My guest on this program is Lisa Feldman Barrett, University Distinguished Professor of Psychology at Northwestern University, with appointments at Harvard Medical School and Massachusetts General Hospital in psychiatry and radiology. She received a National Institutes of Health Director’s Pioneer Award for her groundbreaking research on emotion in the brain. She is the author most recently of How Emotions Are Made: The Secret Life of the Brain, in which she disputes the prevailing view that emotion and reason are at odds. She argues that emotion is not hardwired, but is constructed by our brains and our bodies as we go along. In addition, emotions are not cross-culturally universal-e.g. fear does not live in the amygdala-and there are no body patterns or changes, or patterns of brain activity that specifically and solely identify any one emotion. Her work in this area has been termed a revolution on par with the discovery of relativity in physics, and natural selection in biology. The book reveals the latest research and intriguing practical applications of the new science of emotion, mind, and brain.
This program features University of Miami philosopher Mark Rowlands. He is the author of eighteen books, and over a hundred journal articles, chapters and reviews, and his work has been translated into more than twenty languages. His memoir, The Philosopher and the Wolf, became an international bestseller. His most recent book is Memory and the Self: Phenomenology, Science and Autobiography, in which he explores the role of memory in maintaining a sense of personal identity over time.
This program features a conversation with Sam Harris, author of numerous best-selling books, cofounder and CEO of Project Reason, and author most recently of Waking Up: A Guide to Spirituality Without Religion. Dr. Harris received a degree in philosophy from Stanford University and a PhD in neuroscience from UCLA. He is often associated with the Continue reading
This program features a conversation with Michael Graziano, Professor of Neuroscience at Princeton University. Author of several non-fiction books, his most recent is Consciousness and the Social Brain, in which he presents a theory for how the brain produces consciousness. He has also written novels, children’s books, and music.
On this program, we talk with Jennifer Ouellette, science writer and author most recently of Me, Myself, and Why: Searching for the Science of Self. She draws on cutting-edge research in genetics, neuroscience, and psychology to explore the mysteries of human identity and behavior.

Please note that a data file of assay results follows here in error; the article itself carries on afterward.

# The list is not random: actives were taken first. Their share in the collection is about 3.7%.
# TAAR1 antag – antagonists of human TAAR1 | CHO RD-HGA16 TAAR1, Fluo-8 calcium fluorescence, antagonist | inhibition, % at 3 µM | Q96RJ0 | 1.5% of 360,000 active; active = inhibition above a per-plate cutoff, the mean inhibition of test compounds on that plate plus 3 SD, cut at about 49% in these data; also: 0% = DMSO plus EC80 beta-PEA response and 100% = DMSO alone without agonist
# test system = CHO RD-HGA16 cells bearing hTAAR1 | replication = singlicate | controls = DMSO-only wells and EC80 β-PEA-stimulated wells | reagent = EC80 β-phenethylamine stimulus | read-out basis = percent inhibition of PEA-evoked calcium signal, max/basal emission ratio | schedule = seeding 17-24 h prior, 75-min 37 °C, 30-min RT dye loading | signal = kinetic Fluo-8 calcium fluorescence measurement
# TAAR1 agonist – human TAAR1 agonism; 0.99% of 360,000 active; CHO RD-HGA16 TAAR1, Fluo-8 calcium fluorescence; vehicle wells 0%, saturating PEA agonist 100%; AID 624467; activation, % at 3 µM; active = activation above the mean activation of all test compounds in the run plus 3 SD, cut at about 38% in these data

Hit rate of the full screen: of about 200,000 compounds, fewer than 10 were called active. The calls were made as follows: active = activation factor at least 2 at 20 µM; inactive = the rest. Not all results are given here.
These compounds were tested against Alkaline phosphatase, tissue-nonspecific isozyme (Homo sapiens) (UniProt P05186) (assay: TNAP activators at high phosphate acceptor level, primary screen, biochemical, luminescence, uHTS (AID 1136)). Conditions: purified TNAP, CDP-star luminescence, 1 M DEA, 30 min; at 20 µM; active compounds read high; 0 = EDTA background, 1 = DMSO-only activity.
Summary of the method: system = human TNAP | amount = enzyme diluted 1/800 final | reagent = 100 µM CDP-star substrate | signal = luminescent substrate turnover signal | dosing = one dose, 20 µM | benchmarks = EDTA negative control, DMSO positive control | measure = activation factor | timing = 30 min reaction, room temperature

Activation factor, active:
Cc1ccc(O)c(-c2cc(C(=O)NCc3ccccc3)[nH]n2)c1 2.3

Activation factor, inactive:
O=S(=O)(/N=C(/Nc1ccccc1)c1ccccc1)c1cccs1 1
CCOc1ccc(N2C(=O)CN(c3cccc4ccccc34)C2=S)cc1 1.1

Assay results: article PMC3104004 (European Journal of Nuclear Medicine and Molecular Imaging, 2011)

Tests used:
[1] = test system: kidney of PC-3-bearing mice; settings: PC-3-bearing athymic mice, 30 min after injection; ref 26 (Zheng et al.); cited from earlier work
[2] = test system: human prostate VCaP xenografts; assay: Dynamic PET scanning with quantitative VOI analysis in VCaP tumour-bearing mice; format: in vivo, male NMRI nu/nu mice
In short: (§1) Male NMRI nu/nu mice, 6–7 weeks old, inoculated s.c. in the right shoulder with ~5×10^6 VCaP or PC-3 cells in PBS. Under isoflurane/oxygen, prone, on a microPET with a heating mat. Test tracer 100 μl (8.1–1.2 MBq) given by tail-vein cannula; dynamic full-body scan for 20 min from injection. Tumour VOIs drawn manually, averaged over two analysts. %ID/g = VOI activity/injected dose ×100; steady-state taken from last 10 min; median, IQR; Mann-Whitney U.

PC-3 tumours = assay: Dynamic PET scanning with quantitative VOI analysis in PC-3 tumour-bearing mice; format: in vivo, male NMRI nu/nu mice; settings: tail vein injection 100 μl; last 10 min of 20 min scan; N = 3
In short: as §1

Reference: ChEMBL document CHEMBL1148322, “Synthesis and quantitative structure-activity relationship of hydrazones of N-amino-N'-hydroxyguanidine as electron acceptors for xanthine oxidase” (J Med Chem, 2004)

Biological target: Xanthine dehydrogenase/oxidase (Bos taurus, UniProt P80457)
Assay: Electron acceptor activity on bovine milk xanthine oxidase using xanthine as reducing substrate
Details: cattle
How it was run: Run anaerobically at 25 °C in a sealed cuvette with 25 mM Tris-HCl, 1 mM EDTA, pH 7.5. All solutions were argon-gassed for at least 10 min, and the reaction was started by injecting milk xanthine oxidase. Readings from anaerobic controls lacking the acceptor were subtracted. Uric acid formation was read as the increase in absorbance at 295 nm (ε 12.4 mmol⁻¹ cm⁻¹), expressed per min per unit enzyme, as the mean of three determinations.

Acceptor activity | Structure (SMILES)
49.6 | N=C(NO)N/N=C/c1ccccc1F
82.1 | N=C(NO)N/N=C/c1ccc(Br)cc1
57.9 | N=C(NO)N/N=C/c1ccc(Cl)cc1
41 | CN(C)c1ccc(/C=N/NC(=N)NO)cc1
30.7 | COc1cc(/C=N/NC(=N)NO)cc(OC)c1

Kenneth Gergen is Senior Research Professor of Psychology at Swarthmore College, and President of the Taos Institute, a non-profit organization & a community of scholars and practitioners concerned with the social processes essential for the construction of reason, knowledge, and human value. His book, Relational Being: Beyond Self and Community (winner of )several distinguished awards, challenges the idea of an individual self, isolated Continue reading
My guest on this program is Patricia Churchland, author most recently of Touching a Nerve: The Self As Brain. She is a professor emerita of philosophy at the University of California, San Diego, and recipient of a MacArthur Fellowship for her pioneering work in neurophilosophy. She has written many books (some listed below), and her work explores the impact of scientific developments on our understanding of consciousness, the self, Continue reading
This program features a conversation with Charles Eisenstein, a speaker and writer focusing on themes of civilization, consciousness, money, and human cultural evolution. He is the author of The Ascent of Humanity: Civilization and the Human Sense of Self, and Sacred Economics: Money, Gift & Society in the Age of Transition. In these books and other media he has established himself as a genre-defying social philosopher and countercultural intellectual. The Ascent of Humanity argues that our disconnection from the natural world and one another is built into the foundations of our civilization: into science, religion, money, technology, medicine, and education. He talks about what he calls an “Age of Reunion” wherein we have a more expansive sense of self, and a more Continue reading